Blair apologizes for Iraq War & admits conflict caused ISIS
‘I’m sorry’: Historic moment Tony Blair FINALLY apologises for Iraq War and admits in TV interview the conflict caused the rise of ISIS
BLAIR’S ‘APOLOGY’ IN FULL: HOW THE FORMER PM FINALLY ADMITTED MISTAKES BUT STILL REFUSED TO SAY SORRY FOR TOPPLING SADDAM
Appearing on the US TV network CNN Tony Blair was asked directly whether the decision to enter Iraq and topple Saddam Hussein had been ‘a mistake’.
He replied: ‘You know whenever I’m asked this I can say that I apologise for the fact that the intelligence I received was wrong.
‘Because even though he had used chemical weapons extensively against his own people against others, the programme in the form we thought it was did not exist in the way that we thought. So I can apologise for that.
‘I can also apologise, by the way, for some of the mistakes in planning and certainly our mistake in our understanding of what would happen once you had removed the regime.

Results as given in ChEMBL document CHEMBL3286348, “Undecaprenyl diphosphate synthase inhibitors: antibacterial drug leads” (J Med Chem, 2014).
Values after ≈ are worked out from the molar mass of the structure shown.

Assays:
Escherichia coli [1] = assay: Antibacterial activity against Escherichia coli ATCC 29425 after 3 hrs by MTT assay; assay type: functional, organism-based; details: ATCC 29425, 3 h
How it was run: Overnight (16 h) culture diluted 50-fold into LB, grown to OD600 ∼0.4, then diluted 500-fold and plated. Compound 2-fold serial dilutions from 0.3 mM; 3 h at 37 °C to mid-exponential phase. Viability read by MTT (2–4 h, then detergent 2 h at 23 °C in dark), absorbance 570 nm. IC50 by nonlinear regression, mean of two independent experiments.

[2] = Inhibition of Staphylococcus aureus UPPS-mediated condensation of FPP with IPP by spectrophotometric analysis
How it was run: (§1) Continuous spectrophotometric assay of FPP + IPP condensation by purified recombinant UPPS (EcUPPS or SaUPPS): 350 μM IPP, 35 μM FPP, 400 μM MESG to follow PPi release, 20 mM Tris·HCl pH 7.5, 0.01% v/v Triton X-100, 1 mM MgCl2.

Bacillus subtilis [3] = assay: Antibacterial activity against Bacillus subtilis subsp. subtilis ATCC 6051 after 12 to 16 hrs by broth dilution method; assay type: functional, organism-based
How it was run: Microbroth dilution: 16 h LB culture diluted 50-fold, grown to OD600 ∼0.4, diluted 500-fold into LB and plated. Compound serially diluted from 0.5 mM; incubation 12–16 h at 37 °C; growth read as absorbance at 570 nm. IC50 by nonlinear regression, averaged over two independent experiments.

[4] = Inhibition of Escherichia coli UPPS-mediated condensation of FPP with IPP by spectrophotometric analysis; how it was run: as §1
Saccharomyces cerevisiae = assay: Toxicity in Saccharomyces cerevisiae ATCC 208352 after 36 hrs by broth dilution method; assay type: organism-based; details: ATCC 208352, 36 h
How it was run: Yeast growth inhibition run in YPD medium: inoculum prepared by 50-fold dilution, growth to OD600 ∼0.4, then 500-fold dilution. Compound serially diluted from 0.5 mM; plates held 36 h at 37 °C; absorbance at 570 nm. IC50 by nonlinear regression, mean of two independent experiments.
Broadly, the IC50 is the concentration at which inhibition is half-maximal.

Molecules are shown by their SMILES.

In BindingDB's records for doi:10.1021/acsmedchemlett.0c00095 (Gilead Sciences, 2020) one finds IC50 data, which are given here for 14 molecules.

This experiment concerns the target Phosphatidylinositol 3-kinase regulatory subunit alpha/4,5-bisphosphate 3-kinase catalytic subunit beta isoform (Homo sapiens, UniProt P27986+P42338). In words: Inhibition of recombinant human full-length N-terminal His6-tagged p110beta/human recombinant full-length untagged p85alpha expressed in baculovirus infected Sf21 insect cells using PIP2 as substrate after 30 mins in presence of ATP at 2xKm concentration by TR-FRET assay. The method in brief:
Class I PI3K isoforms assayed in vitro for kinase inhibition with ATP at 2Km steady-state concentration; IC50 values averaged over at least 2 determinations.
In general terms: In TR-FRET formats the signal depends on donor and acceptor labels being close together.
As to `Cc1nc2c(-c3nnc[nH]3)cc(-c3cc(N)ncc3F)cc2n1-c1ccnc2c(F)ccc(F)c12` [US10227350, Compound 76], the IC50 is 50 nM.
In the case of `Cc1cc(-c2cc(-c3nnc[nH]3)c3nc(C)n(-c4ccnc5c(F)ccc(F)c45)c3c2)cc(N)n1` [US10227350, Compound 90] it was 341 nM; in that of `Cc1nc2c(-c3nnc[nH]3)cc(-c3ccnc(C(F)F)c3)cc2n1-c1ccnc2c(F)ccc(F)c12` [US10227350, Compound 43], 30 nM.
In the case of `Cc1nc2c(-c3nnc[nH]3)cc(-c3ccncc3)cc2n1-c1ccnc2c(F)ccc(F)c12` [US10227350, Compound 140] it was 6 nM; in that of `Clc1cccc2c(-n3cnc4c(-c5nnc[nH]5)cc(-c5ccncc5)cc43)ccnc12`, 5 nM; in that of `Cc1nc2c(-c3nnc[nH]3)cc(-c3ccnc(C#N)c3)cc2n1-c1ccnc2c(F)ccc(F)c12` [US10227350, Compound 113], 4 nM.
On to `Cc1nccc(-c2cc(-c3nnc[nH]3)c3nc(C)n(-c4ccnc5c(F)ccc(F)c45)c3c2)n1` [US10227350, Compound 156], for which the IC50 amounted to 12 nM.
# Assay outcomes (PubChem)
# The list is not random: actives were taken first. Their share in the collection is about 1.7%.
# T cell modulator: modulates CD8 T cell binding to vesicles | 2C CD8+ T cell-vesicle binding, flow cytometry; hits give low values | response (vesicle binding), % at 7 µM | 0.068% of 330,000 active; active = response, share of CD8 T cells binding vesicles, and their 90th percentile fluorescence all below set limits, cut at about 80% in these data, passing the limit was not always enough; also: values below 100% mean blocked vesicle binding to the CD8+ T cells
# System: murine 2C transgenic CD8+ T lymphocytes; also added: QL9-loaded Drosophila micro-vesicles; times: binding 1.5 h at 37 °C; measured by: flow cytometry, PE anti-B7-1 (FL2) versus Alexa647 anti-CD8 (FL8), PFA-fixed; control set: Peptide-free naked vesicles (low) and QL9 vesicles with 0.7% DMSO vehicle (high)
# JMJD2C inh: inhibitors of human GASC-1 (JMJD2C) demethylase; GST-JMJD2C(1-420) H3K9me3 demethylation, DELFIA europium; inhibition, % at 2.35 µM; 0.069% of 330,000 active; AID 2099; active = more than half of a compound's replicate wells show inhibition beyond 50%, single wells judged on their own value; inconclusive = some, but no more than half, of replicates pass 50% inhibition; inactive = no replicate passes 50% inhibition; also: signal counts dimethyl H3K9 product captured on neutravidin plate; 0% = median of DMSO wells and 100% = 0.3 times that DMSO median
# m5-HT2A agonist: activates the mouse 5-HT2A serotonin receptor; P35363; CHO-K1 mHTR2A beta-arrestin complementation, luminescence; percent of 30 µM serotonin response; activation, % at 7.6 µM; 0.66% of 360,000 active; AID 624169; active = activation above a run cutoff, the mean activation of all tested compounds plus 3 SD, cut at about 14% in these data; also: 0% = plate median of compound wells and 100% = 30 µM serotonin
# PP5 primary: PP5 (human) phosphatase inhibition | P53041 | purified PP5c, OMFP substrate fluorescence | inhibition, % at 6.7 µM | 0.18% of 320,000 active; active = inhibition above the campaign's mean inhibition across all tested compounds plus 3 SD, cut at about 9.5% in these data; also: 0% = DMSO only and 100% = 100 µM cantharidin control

‘But I find it hard to apologise for removing Saddam. I think even from today 2015 it’s better that he is not there than he is there.’
Mr Blair was then asked whether the invasion of Iraq was the ‘principle cause’ of the rise of ISIS.
The former Prime Minister said: ‘I think there are elements of truth in that. But we have got to be extremely careful otherwise we will misunderstand what’s going on in Iraq and in Syria today.
‘Of course you can’t say that those of us who removed Saddam in 2003 bear no responsibility for the situation in 2015.
‘But it’s important also to realise – one, that the Arab Spring which began in 2011 would also have had its impact on Iraq today. And two – ISIS actually came to prominence from a base in Syria and not in Iraq.
‘This leads me to the broader point, which I think is so essential when we are looking at policy today. We have tried intervention and putting down troops in Iraq. We’ve tried intervention without putting down troops in Libya.
‘And we’ve tried no intervention at all but demanding regime change in Syria.
‘It’s not clear to me that even if our policy did not work, subsequent policies have worked better.’